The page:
0

I'm currently working on a homework assignment and I need to take a given directory path and from that list the files and directories in it. While also including if it's executable or not. I'm also restricted by not being allowed to use any other languages except bash.

My original thought was to use ll and cut to get what I needed but I couldn't seem to get it to work. Then I was thinking I could use something like (not working, just an idea)

read input
for f in $input
do
if [[ -x "$f" ]]
then
echo "$f is executable"
else
echo "$f is not executable"
fi
done

I need the output to be something like and I'm not sure how to get there

file-name1 is executable

file-name2 is not executable

directory1 is executable

4
  • can you tell how this code is failing ? [[ -x filename ]] is a perfectly legitimate construct in bash. Would you be using some other shell may be ?
    – MelBurslan
    Commented Feb 16, 2016 at 17:23
  • Rather than for f in $input, try for f in ${input}/*. Making sure the value of $input is a readable directory is an exercise I shall leave for you.
    – DopeGhoti
    Commented Feb 16, 2016 at 18:04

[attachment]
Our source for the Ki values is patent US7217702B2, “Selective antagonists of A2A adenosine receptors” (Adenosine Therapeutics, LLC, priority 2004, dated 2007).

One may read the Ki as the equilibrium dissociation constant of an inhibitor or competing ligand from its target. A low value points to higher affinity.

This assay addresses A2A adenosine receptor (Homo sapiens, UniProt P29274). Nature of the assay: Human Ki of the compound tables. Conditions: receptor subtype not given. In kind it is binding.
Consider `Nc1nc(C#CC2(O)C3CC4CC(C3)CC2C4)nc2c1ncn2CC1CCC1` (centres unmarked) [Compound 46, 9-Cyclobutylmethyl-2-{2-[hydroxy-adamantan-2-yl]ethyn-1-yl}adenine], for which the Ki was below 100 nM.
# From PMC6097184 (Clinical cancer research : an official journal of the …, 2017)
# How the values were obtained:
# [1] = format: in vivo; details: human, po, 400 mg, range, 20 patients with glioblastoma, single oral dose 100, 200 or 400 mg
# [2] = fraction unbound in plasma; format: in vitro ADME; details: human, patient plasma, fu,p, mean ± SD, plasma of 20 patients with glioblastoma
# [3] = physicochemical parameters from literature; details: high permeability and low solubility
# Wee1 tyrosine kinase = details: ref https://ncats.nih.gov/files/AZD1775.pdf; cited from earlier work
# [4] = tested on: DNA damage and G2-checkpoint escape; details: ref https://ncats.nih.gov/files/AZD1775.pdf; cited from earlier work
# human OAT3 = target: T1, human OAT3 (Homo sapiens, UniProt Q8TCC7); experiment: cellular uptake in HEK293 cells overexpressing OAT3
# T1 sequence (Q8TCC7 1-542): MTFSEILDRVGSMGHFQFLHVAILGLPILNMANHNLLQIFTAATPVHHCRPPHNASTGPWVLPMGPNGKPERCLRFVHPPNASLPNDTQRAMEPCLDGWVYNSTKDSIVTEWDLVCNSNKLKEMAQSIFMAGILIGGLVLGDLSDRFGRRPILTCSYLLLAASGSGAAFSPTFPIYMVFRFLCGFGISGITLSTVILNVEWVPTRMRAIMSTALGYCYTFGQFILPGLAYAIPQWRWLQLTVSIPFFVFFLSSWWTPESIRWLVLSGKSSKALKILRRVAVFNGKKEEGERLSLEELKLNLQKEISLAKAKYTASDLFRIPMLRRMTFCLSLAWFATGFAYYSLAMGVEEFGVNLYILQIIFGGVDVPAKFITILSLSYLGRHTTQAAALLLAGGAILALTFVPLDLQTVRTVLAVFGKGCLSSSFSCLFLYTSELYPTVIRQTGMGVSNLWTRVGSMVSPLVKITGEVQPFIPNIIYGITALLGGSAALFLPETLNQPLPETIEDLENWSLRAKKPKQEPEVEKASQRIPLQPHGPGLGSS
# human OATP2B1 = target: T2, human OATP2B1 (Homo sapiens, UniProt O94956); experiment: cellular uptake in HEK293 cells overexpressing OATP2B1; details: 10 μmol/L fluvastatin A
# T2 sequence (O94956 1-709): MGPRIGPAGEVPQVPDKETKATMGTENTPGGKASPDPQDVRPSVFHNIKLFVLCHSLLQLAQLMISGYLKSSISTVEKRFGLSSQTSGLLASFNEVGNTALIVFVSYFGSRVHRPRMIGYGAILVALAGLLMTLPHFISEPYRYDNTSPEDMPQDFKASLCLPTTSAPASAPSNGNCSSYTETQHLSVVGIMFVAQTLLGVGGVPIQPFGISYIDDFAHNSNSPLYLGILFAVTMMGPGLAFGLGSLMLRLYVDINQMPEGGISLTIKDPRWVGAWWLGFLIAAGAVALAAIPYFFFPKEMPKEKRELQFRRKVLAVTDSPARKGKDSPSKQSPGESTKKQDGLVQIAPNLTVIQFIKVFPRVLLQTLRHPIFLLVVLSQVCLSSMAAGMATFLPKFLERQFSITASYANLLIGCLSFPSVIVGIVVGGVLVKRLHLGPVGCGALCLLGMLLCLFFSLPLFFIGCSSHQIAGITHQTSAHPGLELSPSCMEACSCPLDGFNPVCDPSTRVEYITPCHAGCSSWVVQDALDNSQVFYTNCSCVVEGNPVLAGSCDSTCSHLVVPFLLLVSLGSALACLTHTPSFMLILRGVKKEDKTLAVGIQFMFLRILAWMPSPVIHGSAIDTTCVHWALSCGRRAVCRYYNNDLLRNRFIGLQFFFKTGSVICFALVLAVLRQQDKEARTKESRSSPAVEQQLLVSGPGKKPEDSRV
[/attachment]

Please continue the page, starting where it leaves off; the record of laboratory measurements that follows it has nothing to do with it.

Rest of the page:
• why are you looping over $input? On the assumption that the user is entering "a (single) directory path"...
    – Jeff Schaller
    Commented Feb 16, 2016 at 18:10
  • As I see it, the OP's intent is to loop over the contents of the directory specified as the input.
    – DopeGhoti
    Commented Feb 16, 2016 at 18:29

2 Answers 2

0

Try like

my=($(ls -la $dr |awk {'print $9'}))  
echo ${my[@]}  
for i in "${my[@]}"  
do  
    if [[ -x "$i" ]]  
    then  
        echo "File '$i' is executable"  
    else  
        echo "File '$i' is not executable or found"  
    fi  
done                   
4
  • $dr you can replace with your directory. Commented Feb 16, 2016 at 18:23
  • Don't parse the output of ls.
    – DopeGhoti
    Commented Feb 16, 2016 at 18:28
  • tmp]$ ./test.sh . .. 1 2 3 4 5 a b c d e File '.' is executable File '..' is executable File '1' is not executable or found File '2' is not executable or found File '3' is not executable or found File '4' is not executable or found File '5' is not executable or found File 'a' is not executable or found File 'b' is not executable or found File 'c' is not executable or found File 'd' is not executable or found File 'e' is not executable or found Commented Feb 16, 2016 at 18:34
  • No, seriously, don't parse ls. mywiki.wooledge.org/ParsingLs
    – DopeGhoti
    Commented Feb 16, 2016 at 18:36
0

You're taking a directory and then checking to see whether the directory itself is executable, and not looking into its contents as you want to.

read input
for f in ${input}/*; do
    echo -n "$f is "
    type=""
    if [[ -x "$f" ]]; then
        type="executable"
    else
        type="non-executable"
    fi
    if [[ -d "$f" ]]; then
        type="$type directory"
    fi
    echo "$type"
done

Making sure the value of $input is a readable directory is an exercise I shall leave for you.

You must log in to answer this question.